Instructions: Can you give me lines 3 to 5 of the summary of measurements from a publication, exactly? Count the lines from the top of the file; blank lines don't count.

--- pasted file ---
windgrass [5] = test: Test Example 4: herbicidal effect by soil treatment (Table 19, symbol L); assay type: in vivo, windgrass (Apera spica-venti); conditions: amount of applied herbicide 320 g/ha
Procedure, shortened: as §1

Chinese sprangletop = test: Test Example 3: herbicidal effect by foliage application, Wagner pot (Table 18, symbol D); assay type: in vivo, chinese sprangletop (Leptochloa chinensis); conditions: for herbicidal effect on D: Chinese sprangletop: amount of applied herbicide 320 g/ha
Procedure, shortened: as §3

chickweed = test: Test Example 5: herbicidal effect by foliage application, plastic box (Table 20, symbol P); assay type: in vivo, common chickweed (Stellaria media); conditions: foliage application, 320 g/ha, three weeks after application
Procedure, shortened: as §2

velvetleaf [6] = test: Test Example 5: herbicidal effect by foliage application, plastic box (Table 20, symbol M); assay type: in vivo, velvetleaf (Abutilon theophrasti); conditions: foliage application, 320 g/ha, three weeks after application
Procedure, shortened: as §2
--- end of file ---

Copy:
Chinese sprangletop = test: Test Example 3: herbicidal effect by foliage application, Wagner pot (Table 18, symbol D); assay type: in vivo, chinese sprangletop (Leptochloa chinensis); conditions: for herbicidal effect on D: Chinese sprangletop: amount of applied herbicide 320 g/ha
Procedure, shortened: as §3

chickweed = test: Test Example 5: herbicidal effect by foliage application, plastic box (Table 20, symbol P); assay type: in vivo, common chickweed (Stellaria media); conditions: foliage application, 320 g/ha, three weeks after application